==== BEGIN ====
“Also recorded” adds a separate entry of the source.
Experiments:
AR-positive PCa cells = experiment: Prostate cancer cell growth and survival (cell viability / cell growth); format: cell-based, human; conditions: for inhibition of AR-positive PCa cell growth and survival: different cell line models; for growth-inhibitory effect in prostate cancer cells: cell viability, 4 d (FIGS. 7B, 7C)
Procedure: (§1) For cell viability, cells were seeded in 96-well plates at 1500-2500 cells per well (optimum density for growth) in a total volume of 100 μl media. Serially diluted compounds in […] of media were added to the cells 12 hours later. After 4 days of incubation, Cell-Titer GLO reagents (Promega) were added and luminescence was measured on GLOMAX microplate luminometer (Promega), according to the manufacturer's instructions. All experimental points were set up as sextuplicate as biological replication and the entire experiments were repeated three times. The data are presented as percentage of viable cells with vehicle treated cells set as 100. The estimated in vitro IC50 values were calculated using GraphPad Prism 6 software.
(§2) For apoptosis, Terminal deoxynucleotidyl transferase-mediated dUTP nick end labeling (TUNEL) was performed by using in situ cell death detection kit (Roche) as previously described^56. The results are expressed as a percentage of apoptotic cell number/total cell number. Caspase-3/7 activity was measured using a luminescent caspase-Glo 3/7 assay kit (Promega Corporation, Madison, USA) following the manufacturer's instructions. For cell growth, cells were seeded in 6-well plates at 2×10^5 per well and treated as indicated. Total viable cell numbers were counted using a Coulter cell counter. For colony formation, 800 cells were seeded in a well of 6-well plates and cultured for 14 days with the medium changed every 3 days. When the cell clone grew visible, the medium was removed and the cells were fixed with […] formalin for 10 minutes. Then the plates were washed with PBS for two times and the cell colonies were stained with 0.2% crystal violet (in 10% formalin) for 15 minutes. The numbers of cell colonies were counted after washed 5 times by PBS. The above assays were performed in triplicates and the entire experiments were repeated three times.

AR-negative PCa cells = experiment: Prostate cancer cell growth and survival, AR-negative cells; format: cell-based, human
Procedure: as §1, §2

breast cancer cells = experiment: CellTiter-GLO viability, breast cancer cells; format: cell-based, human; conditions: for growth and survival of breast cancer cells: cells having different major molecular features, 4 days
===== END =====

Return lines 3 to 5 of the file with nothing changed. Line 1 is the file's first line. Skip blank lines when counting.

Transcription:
AR-positive PCa cells = experiment: Prostate cancer cell growth and survival (cell viability / cell growth); format: cell-based, human; conditions: for inhibition of AR-positive PCa cell growth and survival: different cell line models; for growth-inhibitory effect in prostate cancer cells: cell viability, 4 d (FIGS. 7B, 7C)
Procedure: (§1) For cell viability, cells were seeded in 96-well plates at 1500-2500 cells per well (optimum density for growth) in a total volume of 100 μl media. Serially diluted compounds in […] of media were added to the cells 12 hours later. After 4 days of incubation, Cell-Titer GLO reagents (Promega) were added and luminescence was measured on GLOMAX microplate luminometer (Promega), according to the manufacturer's instructions. All experimental points were set up as sextuplicate as biological replication and the entire experiments were repeated three times. The data are presented as percentage of viable cells with vehicle treated cells set as 100. The estimated in vitro IC50 values were calculated using GraphPad Prism 6 software.
(§2) For apoptosis, Terminal deoxynucleotidyl transferase-mediated dUTP nick end labeling (TUNEL) was performed by using in situ cell death detection kit (Roche) as previously described^56. The results are expressed as a percentage of apoptotic cell number/total cell number. Caspase-3/7 activity was measured using a luminescent caspase-Glo 3/7 assay kit (Promega Corporation, Madison, USA) following the manufacturer's instructions. For cell growth, cells were seeded in 6-well plates at 2×10^5 per well and treated as indicated. Total viable cell numbers were counted using a Coulter cell counter. For colony formation, 800 cells were seeded in a well of 6-well plates and cultured for 14 days with the medium changed every 3 days. When the cell clone grew visible, the medium was removed and the cells were fixed with […] formalin for 10 minutes. Then the plates were washed with PBS for two times and the cell colonies were stained with 0.2% crystal violet (in 10% formalin) for 15 minutes. The numbers of cell colonies were counted after washed 5 times by PBS. The above assays were performed in triplicates and the entire experiments were repeated three times.